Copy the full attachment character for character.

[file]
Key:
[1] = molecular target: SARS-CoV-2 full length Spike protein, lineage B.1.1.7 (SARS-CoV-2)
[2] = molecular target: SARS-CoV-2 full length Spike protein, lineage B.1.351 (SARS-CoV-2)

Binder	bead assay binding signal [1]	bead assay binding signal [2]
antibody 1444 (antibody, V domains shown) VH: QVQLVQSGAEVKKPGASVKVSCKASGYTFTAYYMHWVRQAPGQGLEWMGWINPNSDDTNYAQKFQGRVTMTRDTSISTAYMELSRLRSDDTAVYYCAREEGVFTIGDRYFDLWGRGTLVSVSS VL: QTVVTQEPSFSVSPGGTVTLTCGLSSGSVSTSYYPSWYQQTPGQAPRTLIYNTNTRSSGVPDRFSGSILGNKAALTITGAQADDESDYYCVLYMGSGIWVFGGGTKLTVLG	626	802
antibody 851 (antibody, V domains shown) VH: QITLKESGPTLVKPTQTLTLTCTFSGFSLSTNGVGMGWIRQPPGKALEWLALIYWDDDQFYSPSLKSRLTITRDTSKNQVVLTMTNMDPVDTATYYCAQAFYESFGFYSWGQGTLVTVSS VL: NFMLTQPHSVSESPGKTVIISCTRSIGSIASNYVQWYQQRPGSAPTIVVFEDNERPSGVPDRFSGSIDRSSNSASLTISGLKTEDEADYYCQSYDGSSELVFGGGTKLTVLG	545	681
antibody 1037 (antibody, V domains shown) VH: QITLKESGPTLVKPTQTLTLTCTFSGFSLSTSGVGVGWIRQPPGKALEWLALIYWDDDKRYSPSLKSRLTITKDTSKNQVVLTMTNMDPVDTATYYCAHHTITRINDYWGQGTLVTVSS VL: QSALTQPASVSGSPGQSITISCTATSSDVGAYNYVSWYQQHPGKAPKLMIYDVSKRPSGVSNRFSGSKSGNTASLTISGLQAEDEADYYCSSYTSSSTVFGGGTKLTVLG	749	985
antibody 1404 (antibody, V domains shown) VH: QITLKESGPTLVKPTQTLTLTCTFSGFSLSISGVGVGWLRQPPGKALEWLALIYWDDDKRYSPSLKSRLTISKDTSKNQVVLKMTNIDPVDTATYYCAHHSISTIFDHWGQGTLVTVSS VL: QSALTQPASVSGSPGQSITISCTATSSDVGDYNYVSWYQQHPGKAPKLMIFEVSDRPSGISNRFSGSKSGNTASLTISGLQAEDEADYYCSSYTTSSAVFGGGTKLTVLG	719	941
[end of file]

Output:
Key:
[1] = molecular target: SARS-CoV-2 full length Spike protein, lineage B.1.1.7 (SARS-CoV-2)
[2] = molecular target: SARS-CoV-2 full length Spike protein, lineage B.1.351 (SARS-CoV-2)

Binder	bead assay binding signal [1]	bead assay binding signal [2]
antibody 1444 (antibody, V domains shown) VH: QVQLVQSGAEVKKPGASVKVSCKASGYTFTAYYMHWVRQAPGQGLEWMGWINPNSDDTNYAQKFQGRVTMTRDTSISTAYMELSRLRSDDTAVYYCAREEGVFTIGDRYFDLWGRGTLVSVSS VL: QTVVTQEPSFSVSPGGTVTLTCGLSSGSVSTSYYPSWYQQTPGQAPRTLIYNTNTRSSGVPDRFSGSILGNKAALTITGAQADDESDYYCVLYMGSGIWVFGGGTKLTVLG	626	802
antibody 851 (antibody, V domains shown) VH: QITLKESGPTLVKPTQTLTLTCTFSGFSLSTNGVGMGWIRQPPGKALEWLALIYWDDDQFYSPSLKSRLTITRDTSKNQVVLTMTNMDPVDTATYYCAQAFYESFGFYSWGQGTLVTVSS VL: NFMLTQPHSVSESPGKTVIISCTRSIGSIASNYVQWYQQRPGSAPTIVVFEDNERPSGVPDRFSGSIDRSSNSASLTISGLKTEDEADYYCQSYDGSSELVFGGGTKLTVLG	545	681
antibody 1037 (antibody, V domains shown) VH: QITLKESGPTLVKPTQTLTLTCTFSGFSLSTSGVGVGWIRQPPGKALEWLALIYWDDDKRYSPSLKSRLTITKDTSKNQVVLTMTNMDPVDTATYYCAHHTITRINDYWGQGTLVTVSS VL: QSALTQPASVSGSPGQSITISCTATSSDVGAYNYVSWYQQHPGKAPKLMIYDVSKRPSGVSNRFSGSKSGNTASLTISGLQAEDEADYYCSSYTSSSTVFGGGTKLTVLG	749	985
antibody 1404 (antibody, V domains shown) VH: QITLKESGPTLVKPTQTLTLTCTFSGFSLSISGVGVGWLRQPPGKALEWLALIYWDDDKRYSPSLKSRLTISKDTSKNQVVLKMTNIDPVDTATYYCAHHSISTIFDHWGQGTLVTVSS VL: QSALTQPASVSGSPGQSITISCTATSSDVGDYNYVSWYQQHPGKAPKLMIFEVSDRPSGISNRFSGSKSGNTASLTISGLQAEDEADYYCSSYTTSSAVFGGGTKLTVLG	719	941